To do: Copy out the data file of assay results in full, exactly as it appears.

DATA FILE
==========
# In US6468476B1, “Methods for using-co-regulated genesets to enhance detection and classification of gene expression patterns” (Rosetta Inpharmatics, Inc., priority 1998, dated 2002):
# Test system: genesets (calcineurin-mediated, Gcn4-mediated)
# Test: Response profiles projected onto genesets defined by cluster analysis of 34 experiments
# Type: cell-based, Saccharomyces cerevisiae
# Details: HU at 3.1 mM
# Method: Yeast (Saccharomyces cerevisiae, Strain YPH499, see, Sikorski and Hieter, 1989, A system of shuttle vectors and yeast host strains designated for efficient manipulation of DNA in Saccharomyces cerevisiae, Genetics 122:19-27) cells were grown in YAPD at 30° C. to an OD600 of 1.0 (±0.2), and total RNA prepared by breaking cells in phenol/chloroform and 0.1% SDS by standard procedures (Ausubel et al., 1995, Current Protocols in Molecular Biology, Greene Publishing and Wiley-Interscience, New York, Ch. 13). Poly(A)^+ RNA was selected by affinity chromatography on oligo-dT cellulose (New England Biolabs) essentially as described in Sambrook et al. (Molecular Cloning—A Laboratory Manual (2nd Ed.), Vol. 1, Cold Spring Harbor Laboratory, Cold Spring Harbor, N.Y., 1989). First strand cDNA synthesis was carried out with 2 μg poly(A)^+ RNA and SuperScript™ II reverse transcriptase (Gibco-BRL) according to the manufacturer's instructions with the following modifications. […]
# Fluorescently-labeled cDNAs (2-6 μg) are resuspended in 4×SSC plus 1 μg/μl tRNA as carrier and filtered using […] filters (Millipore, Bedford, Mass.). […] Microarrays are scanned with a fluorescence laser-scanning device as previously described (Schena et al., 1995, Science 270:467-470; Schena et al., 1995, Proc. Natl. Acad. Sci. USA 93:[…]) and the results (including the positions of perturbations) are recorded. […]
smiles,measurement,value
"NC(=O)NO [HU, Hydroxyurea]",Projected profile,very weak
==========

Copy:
# In US6468476B1, “Methods for using-co-regulated genesets to enhance detection and classification of gene expression patterns” (Rosetta Inpharmatics, Inc., priority 1998, dated 2002):
# Test system: genesets (calcineurin-mediated, Gcn4-mediated)
# Test: Response profiles projected onto genesets defined by cluster analysis of 34 experiments
# Type: cell-based, Saccharomyces cerevisiae
# Details: HU at 3.1 mM
# Method: Yeast (Saccharomyces cerevisiae, Strain YPH499, see, Sikorski and Hieter, 1989, A system of shuttle vectors and yeast host strains designated for efficient manipulation of DNA in Saccharomyces cerevisiae, Genetics 122:19-27) cells were grown in YAPD at 30° C. to an OD600 of 1.0 (±0.2), and total RNA prepared by breaking cells in phenol/chloroform and 0.1% SDS by standard procedures (Ausubel et al., 1995, Current Protocols in Molecular Biology, Greene Publishing and Wiley-Interscience, New York, Ch. 13). Poly(A)^+ RNA was selected by affinity chromatography on oligo-dT cellulose (New England Biolabs) essentially as described in Sambrook et al. (Molecular Cloning—A Laboratory Manual (2nd Ed.), Vol. 1, Cold Spring Harbor Laboratory, Cold Spring Harbor, N.Y., 1989). First strand cDNA synthesis was carried out with 2 μg poly(A)^+ RNA and SuperScript™ II reverse transcriptase (Gibco-BRL) according to the manufacturer's instructions with the following modifications. […]
# Fluorescently-labeled cDNAs (2-6 μg) are resuspended in 4×SSC plus 1 μg/μl tRNA as carrier and filtered using […] filters (Millipore, Bedford, Mass.). […] Microarrays are scanned with a fluorescence laser-scanning device as previously described (Schena et al., 1995, Science 270:467-470; Schena et al., 1995, Proc. Natl. Acad. Sci. USA 93:[…]) and the results (including the positions of perturbations) are recorded. […]
smiles,measurement,value
"NC(=O)NO [HU, Hydroxyurea]",Projected profile,very weak